This isn't to say we didn't want to meet the guests of honor, although we actually had no idea who they were. It was nice to know just who was being honored, and if the attendance was light and the questions-and-answers suggested that maybe nobody was precisely sure who was there, the event was livened up by a guy in fox costume crashing the stage and making the last quarter of the event his own. And it happens the artist guest of honor was someone I did know, at last by posted artwork --- Vantid --- so I was, well, stumped to think of anything to say. I suppose I could have said, ``I like your artwork'', but that's not really a question unless I want to challenge my own sincerity.
Following the correct puppeteering event and my apologizing over getting the time wrong --- something, I note, bunny_hugger took in good grace without seeing as being nearly as weird as it is --- we looked to the registration line. It wasn't a very long line, which means that it had no choice but to stall out entirely as some server implosion happened. I'm not clear on the details but it was certain that credit cards weren't being accepted, slowing the progress of people in line ahead of us, even though it would seem like picking up the stuff for a pre-registered person shouldn't be nearly so difficult.
We stayed in pretty good spirits about this since it really wasn't that long a line and we were feeling pretty giddy about being together. And when I leapt across the rope dividers to another file which had no people and no apparent objective, and the registration people started taking those who didn't need to pay by credit cards --- allowing bunny_hugger to progress to picking up her con package --- I had a new running joke. ``I think it was my standing in the other line which did it.'' Neither bunny_hugger nor skylerbunny expressed nearly the correct level of exasperation at my using this line for all sorts of trivial and unrelated actions.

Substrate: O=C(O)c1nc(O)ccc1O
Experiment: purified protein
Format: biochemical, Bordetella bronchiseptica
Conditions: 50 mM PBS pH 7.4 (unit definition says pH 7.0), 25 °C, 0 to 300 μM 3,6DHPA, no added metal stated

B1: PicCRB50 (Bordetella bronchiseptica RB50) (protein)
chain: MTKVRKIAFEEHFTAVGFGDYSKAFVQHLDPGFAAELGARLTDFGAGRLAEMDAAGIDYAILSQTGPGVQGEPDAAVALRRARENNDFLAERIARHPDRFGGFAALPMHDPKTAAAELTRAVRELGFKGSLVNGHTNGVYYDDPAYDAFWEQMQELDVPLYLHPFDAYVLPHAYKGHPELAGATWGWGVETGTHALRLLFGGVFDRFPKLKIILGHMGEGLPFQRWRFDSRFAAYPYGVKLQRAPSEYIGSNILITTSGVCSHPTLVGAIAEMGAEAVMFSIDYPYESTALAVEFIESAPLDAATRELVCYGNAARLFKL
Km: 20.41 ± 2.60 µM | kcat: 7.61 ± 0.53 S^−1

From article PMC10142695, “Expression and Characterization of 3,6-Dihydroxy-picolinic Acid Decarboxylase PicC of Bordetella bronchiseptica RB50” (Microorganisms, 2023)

We did need to eat and thought the easiest place to eat would be one of the hotel restaurants. The sports/television bar offered several known vegetarian options, but the restaurant seemed to offer quieter dining and we'd had a decent experience with it for the morning buffet. With barberio alongside us we went for a pleasant and relaxed dinner.
The restaurant, evening division, would not be characterized as ``vegetarian-hostile'', if by that term you mean that if you try to order a vegetarian meal they come out and savagely beat you. But it's not a lot friendlier than that. The vegetarian options really were a spaghetti dish or something in the salads. (And even the salads might have secret stuff lurking in them: I had a Caesar's salad, and bunny_hugger pointed out the better restaurants, as this strove to be, include some creamed version of an unappetizing fish in the sauce. I didn't know that, but I didn't specify anything to the server because that seemed far too fussy even as I tried to eat vegetarian.)
We'd be in trouble trying to eat meat-free the whole weekend, although the sports bar would offer an alternative including such reliable standbys as pizza and grilled cheese sandwiches. But when the manager did wander around asking if all was well, skylerbunny did take the chance to explain that there just weren't vegetarian options. The manager said they understood there were people concerned about where their protein came from and ... um ... it was kind of a weird answer which gave every indication that the idea of vegetarian eating had never crossed the manager's mind before. Apparently, while we barely suspected it, we were eating in 1928.
Past dinner was the time of the first fursuit dance and the debut of what bunny_hugger had guarded with modest jealousy and a real bursting of pride. That would be her new bunny_hugger head, a wonderfully constructed face that goes nicely with her paw and tail costume elements. While she had worn it for fitting and for practice at home, this would be the public debut, and ...